“Curating,” by J. Bradley

This HFR podcast HFR 1.1 contributor J. Bradley reads an essay about the love poem, entitled, “Curating.” 

“Curating,” by J. Bradley

Full text follows below.


Inevitably, love fails, through break ups, divorce, or death. For most, this is incredibly hard to swallow, except for the poet who continues writes love poems.

The concern from some potential partners is that they will become fodder, research, like instead of fucking them behind the stacks in some unused part of the library, they become the stacks you are going to fuck them over with. I assure you this is incredibly far off from the truth.

From an economic standpoint, the love poem is inexpensive. While the labor costs might run high, depending on your skill level, the materials to which require the creation of a love poem are incredibly cheap if you keep it lo-fi (nice cursive handwriting on notebook paper). Executed well, the unspoken thriftiness of the gift will be completely ignored for the love poem’s priceless emotional value. From an emotional standpoint, a love poem is a great way to capture a moment or a feeling impossible to capture with pictures or non-fiction; essays aren’t sexy but boudoir photos are sometimes.

However, love poems should never substitute for couples counseling. Missed your anniversary? Here’s a poem about how we should celebrate our love every day instead of on just one day. Wondering why I never buy you flowers? Here’s a poem about how flowers die sooner than our love and that’s why I never buy them. Got drunk and possibly messed around with a stranger? Here’s a poem about the dangers of Jack Daniels and Coke and how our love is like Bruce Springsteen singing “Secret Garden”. The economic and emotional impact of using love poems as a relationship deus ex machina varies from state to state and whether you have children.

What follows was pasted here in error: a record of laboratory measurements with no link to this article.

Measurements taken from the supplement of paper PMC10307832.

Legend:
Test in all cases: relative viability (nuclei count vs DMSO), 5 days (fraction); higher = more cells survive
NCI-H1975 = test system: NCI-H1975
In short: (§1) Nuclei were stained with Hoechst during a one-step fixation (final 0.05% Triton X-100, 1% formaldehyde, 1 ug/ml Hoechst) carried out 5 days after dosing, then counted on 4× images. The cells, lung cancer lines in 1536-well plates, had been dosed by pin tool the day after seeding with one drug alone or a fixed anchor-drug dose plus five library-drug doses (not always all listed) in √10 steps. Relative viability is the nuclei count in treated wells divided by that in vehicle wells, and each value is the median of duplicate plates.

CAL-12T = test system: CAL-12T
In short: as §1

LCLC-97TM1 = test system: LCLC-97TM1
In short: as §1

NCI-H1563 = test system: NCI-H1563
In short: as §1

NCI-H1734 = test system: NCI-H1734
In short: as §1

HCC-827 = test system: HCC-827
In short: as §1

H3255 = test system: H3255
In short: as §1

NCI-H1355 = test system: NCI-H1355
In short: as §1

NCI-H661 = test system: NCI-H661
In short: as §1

Poets write love poems most of all because we think they are enough to keep you around, suspend the belief that love ends inevitability.

I didn’t grow up around good relationship models, watching the slow, furious decline of my mother’s second marriage. I thought like with all of my mother’s other mistakes, I would learn from this one; I haven’t learned enough. I still wouldn’t trade all of these exhibitions of failure for anything.

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